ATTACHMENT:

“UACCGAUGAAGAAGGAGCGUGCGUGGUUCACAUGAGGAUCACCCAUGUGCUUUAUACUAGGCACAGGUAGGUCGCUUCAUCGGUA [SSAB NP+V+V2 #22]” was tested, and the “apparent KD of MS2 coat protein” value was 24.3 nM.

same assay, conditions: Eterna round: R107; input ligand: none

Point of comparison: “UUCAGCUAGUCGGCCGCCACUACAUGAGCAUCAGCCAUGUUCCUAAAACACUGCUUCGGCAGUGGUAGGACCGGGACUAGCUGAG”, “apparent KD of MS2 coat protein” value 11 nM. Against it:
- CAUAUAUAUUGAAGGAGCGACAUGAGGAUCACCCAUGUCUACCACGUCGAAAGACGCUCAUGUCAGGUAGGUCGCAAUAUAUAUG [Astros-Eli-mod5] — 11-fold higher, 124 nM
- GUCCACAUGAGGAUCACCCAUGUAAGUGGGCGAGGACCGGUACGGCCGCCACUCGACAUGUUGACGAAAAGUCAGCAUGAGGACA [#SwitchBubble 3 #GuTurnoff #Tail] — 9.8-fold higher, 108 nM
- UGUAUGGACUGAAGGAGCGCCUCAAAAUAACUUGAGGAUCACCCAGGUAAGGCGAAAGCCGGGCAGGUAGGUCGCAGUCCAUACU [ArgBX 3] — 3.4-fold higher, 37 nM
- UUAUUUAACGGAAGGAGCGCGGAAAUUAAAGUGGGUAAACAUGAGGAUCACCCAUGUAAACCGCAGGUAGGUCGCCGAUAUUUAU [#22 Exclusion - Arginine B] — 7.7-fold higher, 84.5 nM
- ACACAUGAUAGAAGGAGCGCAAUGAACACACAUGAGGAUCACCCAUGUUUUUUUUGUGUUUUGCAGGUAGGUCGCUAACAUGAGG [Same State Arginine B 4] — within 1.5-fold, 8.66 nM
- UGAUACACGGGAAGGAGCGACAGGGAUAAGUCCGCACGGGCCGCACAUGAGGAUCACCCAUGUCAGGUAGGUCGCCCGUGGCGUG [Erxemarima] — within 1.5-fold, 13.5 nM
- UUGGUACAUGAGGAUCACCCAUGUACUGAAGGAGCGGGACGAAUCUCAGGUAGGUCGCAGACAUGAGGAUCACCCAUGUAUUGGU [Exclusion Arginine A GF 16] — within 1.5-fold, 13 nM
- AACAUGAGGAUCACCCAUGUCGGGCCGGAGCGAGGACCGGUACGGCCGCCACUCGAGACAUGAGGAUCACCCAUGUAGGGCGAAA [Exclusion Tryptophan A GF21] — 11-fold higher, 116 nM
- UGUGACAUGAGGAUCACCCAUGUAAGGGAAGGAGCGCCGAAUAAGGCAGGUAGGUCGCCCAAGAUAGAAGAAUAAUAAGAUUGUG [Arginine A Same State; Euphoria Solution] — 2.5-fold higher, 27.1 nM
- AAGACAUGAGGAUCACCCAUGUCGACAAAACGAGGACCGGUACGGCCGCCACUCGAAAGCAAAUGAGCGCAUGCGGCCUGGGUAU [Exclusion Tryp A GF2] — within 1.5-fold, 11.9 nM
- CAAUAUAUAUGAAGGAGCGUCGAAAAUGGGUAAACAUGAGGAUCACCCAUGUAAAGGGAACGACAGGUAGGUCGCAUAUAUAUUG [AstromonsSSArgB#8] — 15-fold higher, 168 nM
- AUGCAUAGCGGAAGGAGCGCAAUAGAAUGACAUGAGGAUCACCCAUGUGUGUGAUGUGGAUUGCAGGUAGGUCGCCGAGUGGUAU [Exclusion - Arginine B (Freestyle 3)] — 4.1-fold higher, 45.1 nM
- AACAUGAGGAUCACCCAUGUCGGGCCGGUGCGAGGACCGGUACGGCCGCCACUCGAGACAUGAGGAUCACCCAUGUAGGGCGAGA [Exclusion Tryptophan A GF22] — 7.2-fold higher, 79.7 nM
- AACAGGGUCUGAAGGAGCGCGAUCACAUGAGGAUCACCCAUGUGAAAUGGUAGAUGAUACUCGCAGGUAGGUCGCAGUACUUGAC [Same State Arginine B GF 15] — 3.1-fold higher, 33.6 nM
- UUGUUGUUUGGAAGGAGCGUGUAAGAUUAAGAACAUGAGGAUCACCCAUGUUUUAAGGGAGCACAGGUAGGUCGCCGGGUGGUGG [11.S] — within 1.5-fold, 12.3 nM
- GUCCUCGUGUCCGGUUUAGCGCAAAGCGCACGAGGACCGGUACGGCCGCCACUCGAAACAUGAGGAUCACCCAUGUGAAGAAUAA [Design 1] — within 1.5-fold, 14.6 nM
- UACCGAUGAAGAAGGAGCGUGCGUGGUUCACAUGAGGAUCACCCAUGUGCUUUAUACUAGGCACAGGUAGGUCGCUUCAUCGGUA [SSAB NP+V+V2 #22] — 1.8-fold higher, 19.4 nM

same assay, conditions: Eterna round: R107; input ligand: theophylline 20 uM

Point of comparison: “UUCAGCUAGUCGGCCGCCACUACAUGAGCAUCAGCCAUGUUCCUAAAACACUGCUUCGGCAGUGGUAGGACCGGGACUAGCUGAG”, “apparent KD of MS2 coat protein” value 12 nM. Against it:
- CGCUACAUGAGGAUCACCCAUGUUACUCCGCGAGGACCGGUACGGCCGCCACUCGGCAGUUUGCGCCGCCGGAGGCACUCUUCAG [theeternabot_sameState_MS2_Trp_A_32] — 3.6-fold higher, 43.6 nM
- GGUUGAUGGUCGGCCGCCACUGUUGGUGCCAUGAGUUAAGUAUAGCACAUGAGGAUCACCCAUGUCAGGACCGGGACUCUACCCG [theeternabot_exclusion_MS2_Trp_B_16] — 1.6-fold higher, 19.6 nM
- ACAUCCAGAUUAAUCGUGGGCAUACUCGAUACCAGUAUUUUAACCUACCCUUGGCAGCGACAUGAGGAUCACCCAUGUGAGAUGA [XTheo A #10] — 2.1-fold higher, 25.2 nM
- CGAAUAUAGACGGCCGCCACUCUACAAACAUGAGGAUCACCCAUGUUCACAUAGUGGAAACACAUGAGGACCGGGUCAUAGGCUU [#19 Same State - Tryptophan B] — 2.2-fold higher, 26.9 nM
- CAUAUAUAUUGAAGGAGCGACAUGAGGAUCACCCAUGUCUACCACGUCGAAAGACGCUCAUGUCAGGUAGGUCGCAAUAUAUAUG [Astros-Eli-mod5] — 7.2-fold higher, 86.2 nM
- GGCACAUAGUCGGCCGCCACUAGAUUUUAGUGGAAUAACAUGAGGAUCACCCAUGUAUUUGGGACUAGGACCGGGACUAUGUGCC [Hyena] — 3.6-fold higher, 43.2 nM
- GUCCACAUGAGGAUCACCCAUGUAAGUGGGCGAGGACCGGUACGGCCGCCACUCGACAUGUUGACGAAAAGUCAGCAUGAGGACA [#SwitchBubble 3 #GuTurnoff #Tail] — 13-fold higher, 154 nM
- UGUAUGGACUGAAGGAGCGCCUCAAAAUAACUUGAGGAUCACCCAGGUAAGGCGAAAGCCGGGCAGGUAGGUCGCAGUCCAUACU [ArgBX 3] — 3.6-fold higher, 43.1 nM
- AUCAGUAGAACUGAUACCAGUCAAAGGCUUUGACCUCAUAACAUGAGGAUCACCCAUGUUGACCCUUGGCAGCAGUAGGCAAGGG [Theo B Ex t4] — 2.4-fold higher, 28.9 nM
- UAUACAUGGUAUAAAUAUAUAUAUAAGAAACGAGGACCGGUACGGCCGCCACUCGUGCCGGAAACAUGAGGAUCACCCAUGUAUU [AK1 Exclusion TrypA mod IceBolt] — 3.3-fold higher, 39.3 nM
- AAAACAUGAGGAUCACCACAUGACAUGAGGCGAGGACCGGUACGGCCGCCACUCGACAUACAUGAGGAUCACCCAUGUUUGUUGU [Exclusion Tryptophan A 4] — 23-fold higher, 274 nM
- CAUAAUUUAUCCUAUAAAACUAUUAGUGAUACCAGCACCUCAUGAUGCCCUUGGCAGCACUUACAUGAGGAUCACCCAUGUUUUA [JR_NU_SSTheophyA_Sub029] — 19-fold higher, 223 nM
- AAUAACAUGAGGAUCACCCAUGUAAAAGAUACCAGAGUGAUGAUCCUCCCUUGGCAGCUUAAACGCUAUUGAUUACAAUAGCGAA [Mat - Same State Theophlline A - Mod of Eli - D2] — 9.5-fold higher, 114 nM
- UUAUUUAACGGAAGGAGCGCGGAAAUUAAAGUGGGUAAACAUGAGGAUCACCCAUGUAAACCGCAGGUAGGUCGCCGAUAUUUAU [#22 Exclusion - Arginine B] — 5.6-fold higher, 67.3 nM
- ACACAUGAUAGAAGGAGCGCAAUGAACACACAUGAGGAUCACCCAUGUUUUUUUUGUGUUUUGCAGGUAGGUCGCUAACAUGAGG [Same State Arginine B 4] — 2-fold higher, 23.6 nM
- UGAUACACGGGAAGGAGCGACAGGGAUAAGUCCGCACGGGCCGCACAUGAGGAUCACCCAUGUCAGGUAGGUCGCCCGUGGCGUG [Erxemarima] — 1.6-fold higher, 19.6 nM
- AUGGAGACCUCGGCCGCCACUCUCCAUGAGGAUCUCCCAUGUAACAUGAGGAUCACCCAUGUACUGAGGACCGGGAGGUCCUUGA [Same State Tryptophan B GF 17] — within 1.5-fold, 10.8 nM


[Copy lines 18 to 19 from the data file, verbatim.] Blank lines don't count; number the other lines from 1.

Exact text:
- UUGUUGUUUGGAAGGAGCGUGUAAGAUUAAGAACAUGAGGAUCACCCAUGUUUUAAGGGAGCACAGGUAGGUCGCCGGGUGGUGG [11.S] — within 1.5-fold, 12.3 nM
- GUCCUCGUGUCCGGUUUAGCGCAAAGCGCACGAGGACCGGUACGGCCGCCACUCGAAACAUGAGGAUCACCCAUGUGAAGAAUAA [Design 1] — within 1.5-fold, 14.6 nM